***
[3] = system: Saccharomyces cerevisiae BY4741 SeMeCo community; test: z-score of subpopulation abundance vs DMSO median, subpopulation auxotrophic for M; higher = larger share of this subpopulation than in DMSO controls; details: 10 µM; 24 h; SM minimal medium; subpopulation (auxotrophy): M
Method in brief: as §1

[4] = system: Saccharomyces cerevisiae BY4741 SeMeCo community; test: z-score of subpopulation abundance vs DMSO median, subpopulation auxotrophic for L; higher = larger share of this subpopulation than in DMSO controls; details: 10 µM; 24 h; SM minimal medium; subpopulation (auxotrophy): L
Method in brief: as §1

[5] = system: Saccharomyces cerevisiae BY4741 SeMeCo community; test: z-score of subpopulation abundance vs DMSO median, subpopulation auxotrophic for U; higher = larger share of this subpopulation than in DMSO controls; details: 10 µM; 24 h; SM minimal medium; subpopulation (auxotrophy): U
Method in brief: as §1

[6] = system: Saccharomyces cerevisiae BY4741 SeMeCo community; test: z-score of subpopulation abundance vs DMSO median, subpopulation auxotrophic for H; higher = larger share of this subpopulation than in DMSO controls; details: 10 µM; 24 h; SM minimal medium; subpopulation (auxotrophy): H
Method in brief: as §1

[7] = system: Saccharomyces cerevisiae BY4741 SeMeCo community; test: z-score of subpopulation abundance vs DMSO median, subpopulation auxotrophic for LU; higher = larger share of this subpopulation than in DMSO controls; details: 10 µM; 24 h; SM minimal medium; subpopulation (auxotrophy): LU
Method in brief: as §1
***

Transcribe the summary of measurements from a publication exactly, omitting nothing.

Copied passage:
[3] = system: Saccharomyces cerevisiae BY4741 SeMeCo community; test: z-score of subpopulation abundance vs DMSO median, subpopulation auxotrophic for M; higher = larger share of this subpopulation than in DMSO controls; details: 10 µM; 24 h; SM minimal medium; subpopulation (auxotrophy): M
Method in brief: as §1

[4] = system: Saccharomyces cerevisiae BY4741 SeMeCo community; test: z-score of subpopulation abundance vs DMSO median, subpopulation auxotrophic for L; higher = larger share of this subpopulation than in DMSO controls; details: 10 µM; 24 h; SM minimal medium; subpopulation (auxotrophy): L
Method in brief: as §1

[5] = system: Saccharomyces cerevisiae BY4741 SeMeCo community; test: z-score of subpopulation abundance vs DMSO median, subpopulation auxotrophic for U; higher = larger share of this subpopulation than in DMSO controls; details: 10 µM; 24 h; SM minimal medium; subpopulation (auxotrophy): U
Method in brief: as §1

[6] = system: Saccharomyces cerevisiae BY4741 SeMeCo community; test: z-score of subpopulation abundance vs DMSO median, subpopulation auxotrophic for H; higher = larger share of this subpopulation than in DMSO controls; details: 10 µM; 24 h; SM minimal medium; subpopulation (auxotrophy): H
Method in brief: as §1

[7] = system: Saccharomyces cerevisiae BY4741 SeMeCo community; test: z-score of subpopulation abundance vs DMSO median, subpopulation auxotrophic for LU; higher = larger share of this subpopulation than in DMSO controls; details: 10 µM; 24 h; SM minimal medium; subpopulation (auxotrophy): LU
Method in brief: as §1